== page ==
The Ways of Childhood

Metropolitan Georges Khodr
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Praise from Patriarch John X

Just a few words cannot summarize the story of the master of the word…

George Khodr is more than a writer and more than a scholar. Before all else, he is a pastor who used well his talents to introduce Christ into the human heart as well into the intellect.

Born in a multicultural and multi-confessional orbit, he kept a well rooted faith without being hemmed in, either within strict conservatism or within an atmosphere of liberalism.

The Antiochian Church is grateful to this man, as he also is grateful to the Church in which God planted him as a child, a youth leader, a priest, an orator, and a pastor of souls.

Well rooted in the tradition like the cedar, and the adopter of an open approach to other religions and confessions, exactly like the cedar extending its branches to all, he can worthily be called the “cedar of the Antiochian Church.”

 —His Beatitude, John X

Patriarch of Antioch and All the East


Metropolitan Georges Khodr, Archbishop of Byblos and Mount Lebanon, is one of the foremost Christian voices of the Middle East. He studied theology at the Institut Saint-Serge in Paris, and received an honorary doctorate from St Vladimir’s Seminary in 1968.



Read the Introduction by Metropolitan Ephraim of Tripoli, al-Koura, and Dependencies

It is extremely hard for anyone to introduce this specific book by Metropolitan Georges Khodr, since it does not comprise a sole subject, such as childhood, but tackles a wide variety of complicated topics. Nevertheless within this complexity is wonderfully expressed the inner life of a soul that believes in God while living in the midst of this turbulent world. Hence, it is important to point out to the great benefits that a reader can acquire from this unique book.

Many topics are related to the faith of the Church in the midst of the world. It is worthy indeed to meditate on the faith, and on the Church in the world; he says for example, “the just shall live by faith” (Gal 3.11); “God should be the air we breathe . . . he should consciously be our only recourse” [p. 45].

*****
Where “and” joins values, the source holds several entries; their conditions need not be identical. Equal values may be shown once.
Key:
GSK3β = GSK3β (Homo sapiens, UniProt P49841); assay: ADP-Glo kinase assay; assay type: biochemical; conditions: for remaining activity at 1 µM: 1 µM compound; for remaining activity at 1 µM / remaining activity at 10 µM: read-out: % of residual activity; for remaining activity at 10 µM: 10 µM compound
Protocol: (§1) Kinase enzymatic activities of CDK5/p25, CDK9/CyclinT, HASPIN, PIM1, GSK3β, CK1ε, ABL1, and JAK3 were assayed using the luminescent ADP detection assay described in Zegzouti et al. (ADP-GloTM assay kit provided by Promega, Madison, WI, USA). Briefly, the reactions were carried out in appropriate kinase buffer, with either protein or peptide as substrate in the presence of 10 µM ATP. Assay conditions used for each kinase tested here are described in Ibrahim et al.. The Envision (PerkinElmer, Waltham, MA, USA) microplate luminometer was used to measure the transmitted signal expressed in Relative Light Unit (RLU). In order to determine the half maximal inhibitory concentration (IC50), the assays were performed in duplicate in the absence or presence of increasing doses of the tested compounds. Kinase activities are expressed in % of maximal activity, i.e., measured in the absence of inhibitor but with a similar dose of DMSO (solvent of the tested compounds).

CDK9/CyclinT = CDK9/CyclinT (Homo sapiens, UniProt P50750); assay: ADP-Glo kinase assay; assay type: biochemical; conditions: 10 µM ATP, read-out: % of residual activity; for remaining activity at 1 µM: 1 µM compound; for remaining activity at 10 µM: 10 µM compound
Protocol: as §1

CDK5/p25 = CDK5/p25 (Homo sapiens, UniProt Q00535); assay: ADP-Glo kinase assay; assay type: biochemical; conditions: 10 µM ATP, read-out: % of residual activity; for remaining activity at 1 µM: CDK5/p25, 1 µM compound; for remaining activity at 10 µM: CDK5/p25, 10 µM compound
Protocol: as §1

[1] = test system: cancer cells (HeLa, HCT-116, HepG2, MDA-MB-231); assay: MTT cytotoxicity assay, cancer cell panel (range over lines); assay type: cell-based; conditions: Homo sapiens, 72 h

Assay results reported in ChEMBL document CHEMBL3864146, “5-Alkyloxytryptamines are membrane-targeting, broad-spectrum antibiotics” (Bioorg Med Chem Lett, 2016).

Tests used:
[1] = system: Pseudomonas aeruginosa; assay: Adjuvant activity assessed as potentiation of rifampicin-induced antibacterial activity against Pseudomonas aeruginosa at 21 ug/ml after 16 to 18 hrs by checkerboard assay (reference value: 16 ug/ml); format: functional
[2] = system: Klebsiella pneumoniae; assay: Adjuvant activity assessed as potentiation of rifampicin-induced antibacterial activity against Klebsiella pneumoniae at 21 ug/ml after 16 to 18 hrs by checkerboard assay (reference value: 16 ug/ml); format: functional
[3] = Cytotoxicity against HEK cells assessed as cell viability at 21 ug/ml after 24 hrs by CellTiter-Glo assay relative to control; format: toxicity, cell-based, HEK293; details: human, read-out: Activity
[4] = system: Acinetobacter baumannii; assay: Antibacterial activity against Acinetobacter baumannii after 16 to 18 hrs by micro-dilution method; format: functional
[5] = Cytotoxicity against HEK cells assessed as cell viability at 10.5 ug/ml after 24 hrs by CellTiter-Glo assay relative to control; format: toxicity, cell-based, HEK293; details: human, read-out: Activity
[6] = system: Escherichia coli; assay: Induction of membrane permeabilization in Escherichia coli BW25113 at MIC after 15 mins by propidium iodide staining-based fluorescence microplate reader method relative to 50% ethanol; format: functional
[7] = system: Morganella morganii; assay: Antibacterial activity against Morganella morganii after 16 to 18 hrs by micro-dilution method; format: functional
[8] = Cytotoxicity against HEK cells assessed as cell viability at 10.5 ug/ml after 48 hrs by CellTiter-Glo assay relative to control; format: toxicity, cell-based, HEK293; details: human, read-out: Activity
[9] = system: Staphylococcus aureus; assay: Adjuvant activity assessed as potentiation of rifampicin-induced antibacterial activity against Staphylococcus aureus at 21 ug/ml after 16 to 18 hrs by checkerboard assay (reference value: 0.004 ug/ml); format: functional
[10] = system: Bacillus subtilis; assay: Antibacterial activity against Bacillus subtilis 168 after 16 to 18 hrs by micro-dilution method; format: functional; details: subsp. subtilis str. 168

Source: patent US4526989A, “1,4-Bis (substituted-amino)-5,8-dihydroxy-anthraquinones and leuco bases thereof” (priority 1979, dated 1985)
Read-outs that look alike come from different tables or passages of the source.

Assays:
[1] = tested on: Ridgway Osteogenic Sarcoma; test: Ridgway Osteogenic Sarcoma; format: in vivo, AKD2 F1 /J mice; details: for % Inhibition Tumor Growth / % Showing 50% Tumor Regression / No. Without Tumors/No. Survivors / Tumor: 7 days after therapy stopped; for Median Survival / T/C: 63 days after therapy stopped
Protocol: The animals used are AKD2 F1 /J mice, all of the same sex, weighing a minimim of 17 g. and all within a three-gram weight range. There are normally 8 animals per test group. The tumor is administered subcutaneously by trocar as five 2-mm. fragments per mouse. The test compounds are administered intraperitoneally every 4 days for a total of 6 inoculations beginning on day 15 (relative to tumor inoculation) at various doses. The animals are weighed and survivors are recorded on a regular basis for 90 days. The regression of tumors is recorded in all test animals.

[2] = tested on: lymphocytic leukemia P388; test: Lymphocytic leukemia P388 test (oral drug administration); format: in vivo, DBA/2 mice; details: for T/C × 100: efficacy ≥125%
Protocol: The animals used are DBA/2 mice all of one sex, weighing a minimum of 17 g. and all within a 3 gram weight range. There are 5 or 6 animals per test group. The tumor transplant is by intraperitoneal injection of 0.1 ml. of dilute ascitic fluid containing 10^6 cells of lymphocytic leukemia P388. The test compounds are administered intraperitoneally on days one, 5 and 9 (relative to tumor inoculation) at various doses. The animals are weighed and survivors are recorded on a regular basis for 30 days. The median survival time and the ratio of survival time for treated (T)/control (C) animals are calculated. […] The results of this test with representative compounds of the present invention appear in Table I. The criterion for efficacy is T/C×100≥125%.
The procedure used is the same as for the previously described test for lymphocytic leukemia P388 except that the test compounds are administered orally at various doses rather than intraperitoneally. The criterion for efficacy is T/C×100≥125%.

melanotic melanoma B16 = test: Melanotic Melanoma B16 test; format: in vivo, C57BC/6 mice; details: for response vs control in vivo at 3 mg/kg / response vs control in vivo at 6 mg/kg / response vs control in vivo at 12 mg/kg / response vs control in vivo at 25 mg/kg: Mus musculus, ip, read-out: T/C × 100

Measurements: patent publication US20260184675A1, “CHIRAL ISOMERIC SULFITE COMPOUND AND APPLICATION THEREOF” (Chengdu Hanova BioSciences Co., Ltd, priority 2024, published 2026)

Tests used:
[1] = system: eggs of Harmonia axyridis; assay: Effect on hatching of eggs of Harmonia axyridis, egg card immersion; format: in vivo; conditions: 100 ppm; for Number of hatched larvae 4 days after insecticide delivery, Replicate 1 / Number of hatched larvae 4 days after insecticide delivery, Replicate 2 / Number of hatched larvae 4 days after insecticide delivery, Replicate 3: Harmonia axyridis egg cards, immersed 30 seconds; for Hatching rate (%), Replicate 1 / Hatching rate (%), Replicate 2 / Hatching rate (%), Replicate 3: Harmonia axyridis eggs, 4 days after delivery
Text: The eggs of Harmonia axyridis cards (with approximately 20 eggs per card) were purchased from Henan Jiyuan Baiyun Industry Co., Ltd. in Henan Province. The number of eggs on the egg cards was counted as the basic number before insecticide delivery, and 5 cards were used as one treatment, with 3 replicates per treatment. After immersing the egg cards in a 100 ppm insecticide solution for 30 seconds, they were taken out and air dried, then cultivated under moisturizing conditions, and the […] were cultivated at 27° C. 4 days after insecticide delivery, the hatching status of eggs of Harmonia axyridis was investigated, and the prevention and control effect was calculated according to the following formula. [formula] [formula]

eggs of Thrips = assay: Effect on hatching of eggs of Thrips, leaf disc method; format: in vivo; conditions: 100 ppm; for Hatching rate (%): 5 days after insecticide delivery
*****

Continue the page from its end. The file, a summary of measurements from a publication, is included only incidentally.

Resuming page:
Consider another example: On the topic regarding the pure in heart, he argues that a man pure in heart longs for God, for the true Lord, “. . . to whom shall we go? You have the words of eternal life” (Jn 6.68). On the other hand, he stresses that the Church remains the place of our salvation even if some of its members are sinners: “There is nothing for us to do other than to remain members of the Church . . . there, we listen to the gospel. There, we eat the Body and drink the Blood of Christ” [p. 46].

All the above-mentioned contemplations were grouped in a chapter entitled “The Majority of Christians Have Not Yet Been Born.”

What characterizes his style of writing lies in condensing the entirety of an important subject in a single sentence, such as: “Creation is in the breath of life” [p. 67], and not in institutions.Similarly in another place: “The word is more important than the voice” [p. 87].

In another beneficial topic, entitled “The Encounter of East and West,” the author, speaking through “his friend,” tries to reveal himself, to open his heart: “Living in the world ‘you are not of the world, yet I have chosen you out of the world’” (Jn 15.19). Then, he asser